earnedThisis thesumof goodgovernment, thisis necessary . and toclose circle our the of felicities. About to enter, fellow-citizens, on the exercise of duties which comprehendeverything dear and valuable to you, it is proper you should understand what I deemthe essential principles of our Government, and consequently those which ought to shape its Administration. I v~l compress them within the narrowest compass they ~ bear, stating the general priuciple, but not all its limitations. Equal and exact justice to all men, of whatever state or persuasion, religious or political; peace, commerce,and honest friendship with all nations, entangling alliances with none; the support of the State governments in all their rights, as the most competent administratious for our domestic concerns and the surest bulwarks against antirepublican tendencies; the preservation of the General Government in its whole constitutional vigor, as the sheet anchor of our peace at homeand safety abroad; a jealous care of the right of election by the people--a mild and safe corrective of abuses which are lopped by the sword of revolution where peaceable remedies are unprovided; absolute acquiescence in the decisions of the majority, the vital principle of republics, from which is no appeal but to force, the vital principle and immediate parent of despotism; a well disciplined militia, our best reliance in peace and for the first moments of war, till regulars mayrelieve them; the supremacy of the civil over the military authority; economyin the public expense, that labor may be lightly burthened; the honest payment of our debts and sacred preservation of the public faith; encouragementof agriculture, and of commerceas its handmaid; the diffusion of information and arraignment of all abuses at the bar of the public reason; freedom of religion; freedom of the press, and freedom of person under the protection of the habeas corpuS, and trial by juries impartially selected. These principles form the bright constelIation which has gone before us and guided our steps through : an age of revolution and reformation. The wisdomof our sages and : blood of our heroes have been devoted to their attainment. They should be the creed of our political faith, the text of civic instruc~ tion, the touchstone by which to try the services of those we trust;::: and should we wander from them in moments of let uS hasten to retrace our steps and to regain the road alone leads to peace, liberty, and safety. I repair, then, fellow-citlzens, to the post you have assi~ With experience enough in subordinate offices to have seen the ficulties of this the greatest of all, I have learnt to expect will rarely fall to the lot of imperfect manto retire from this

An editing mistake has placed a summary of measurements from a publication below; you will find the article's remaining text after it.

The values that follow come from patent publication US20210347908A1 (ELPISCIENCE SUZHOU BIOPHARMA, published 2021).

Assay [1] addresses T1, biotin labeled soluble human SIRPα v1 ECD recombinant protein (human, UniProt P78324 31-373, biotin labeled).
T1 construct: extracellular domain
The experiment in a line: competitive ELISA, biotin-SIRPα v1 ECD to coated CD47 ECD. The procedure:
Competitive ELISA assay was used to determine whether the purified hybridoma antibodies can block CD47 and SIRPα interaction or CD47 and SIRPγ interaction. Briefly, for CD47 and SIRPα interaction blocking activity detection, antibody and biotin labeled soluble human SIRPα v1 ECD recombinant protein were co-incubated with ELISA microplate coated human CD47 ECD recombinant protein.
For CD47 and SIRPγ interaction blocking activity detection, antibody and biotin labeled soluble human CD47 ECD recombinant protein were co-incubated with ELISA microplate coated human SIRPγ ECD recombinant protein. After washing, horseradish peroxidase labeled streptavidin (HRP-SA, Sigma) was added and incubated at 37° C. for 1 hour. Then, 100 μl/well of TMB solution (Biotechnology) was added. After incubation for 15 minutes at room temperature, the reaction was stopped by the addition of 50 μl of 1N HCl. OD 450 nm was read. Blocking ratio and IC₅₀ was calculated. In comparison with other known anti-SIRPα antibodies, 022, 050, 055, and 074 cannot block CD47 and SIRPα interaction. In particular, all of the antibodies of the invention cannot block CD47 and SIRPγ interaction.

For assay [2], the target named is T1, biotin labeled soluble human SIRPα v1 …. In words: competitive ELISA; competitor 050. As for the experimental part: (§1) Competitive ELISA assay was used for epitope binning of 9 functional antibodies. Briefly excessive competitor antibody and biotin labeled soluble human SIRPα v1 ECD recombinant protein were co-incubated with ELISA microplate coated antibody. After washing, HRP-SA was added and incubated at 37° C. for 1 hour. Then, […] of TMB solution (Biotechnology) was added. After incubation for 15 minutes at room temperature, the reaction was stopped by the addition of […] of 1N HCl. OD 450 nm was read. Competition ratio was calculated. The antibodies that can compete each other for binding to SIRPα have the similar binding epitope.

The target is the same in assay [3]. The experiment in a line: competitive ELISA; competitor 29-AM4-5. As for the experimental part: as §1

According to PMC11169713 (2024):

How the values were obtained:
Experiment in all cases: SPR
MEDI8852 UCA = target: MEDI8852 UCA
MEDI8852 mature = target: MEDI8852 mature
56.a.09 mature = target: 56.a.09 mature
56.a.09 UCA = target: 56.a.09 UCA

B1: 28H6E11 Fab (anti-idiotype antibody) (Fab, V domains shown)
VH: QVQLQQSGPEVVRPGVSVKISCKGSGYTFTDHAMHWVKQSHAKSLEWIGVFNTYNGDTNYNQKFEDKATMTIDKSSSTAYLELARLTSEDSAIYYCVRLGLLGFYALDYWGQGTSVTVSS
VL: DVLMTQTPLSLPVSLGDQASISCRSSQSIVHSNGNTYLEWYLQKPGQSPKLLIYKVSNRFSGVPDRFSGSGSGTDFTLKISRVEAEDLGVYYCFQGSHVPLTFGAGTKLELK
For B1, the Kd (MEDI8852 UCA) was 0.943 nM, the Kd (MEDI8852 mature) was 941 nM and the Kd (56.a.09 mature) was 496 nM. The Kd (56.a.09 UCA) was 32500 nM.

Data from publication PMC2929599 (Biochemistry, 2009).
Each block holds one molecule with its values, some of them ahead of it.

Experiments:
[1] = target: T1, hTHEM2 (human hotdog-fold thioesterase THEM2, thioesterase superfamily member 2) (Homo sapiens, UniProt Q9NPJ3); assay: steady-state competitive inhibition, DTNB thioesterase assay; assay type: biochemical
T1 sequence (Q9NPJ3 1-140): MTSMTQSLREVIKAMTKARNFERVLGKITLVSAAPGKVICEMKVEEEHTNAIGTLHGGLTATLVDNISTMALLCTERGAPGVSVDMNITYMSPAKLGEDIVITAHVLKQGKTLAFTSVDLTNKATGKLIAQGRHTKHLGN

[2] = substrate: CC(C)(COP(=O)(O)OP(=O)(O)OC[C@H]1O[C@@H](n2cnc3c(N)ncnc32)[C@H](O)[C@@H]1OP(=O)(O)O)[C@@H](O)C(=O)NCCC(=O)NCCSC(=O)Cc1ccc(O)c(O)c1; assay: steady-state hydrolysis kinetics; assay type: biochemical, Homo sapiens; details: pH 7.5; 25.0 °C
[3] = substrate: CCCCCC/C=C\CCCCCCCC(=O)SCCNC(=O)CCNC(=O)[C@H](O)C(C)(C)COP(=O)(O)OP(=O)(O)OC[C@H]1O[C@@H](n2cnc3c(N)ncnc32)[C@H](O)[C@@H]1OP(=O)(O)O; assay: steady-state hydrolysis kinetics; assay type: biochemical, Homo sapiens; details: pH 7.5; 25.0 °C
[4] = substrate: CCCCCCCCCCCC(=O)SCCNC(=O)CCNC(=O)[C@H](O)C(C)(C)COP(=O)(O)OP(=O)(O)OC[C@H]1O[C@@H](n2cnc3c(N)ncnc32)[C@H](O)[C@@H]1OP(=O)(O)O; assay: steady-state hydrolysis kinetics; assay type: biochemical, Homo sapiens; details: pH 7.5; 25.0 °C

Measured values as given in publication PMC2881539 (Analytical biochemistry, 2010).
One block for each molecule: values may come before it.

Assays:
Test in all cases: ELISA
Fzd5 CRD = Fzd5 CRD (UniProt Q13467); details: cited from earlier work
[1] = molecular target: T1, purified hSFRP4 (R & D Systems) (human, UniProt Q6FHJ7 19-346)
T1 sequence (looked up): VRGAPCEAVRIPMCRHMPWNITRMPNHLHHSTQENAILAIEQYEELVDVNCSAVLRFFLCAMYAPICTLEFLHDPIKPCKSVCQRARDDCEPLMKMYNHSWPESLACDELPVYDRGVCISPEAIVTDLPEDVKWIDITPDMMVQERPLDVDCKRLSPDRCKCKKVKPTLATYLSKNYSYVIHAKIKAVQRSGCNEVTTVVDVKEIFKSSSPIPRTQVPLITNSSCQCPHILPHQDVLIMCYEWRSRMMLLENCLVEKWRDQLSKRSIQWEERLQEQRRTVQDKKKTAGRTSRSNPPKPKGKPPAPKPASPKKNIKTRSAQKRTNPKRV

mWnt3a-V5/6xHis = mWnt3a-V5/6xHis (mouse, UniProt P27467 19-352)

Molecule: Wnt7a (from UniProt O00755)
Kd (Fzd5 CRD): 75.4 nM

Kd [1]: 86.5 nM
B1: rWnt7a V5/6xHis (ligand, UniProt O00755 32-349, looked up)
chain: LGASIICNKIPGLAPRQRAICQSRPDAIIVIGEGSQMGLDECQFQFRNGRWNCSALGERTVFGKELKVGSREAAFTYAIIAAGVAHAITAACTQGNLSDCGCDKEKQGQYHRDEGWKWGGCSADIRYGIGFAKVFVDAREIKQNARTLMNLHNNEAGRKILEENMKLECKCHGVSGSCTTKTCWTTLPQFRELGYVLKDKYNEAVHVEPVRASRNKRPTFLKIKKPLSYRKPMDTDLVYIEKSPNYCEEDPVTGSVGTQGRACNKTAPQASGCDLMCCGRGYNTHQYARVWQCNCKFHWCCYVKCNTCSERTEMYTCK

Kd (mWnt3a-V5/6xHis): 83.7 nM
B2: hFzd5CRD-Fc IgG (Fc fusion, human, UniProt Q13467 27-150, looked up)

ice~ the thr
ap~ for opi of ~
ssary ~hich v you Govthey tions. with State istra~f our ~ elech are iority, *ut to
of the ~f our ent of of public omof" ~al by t conrough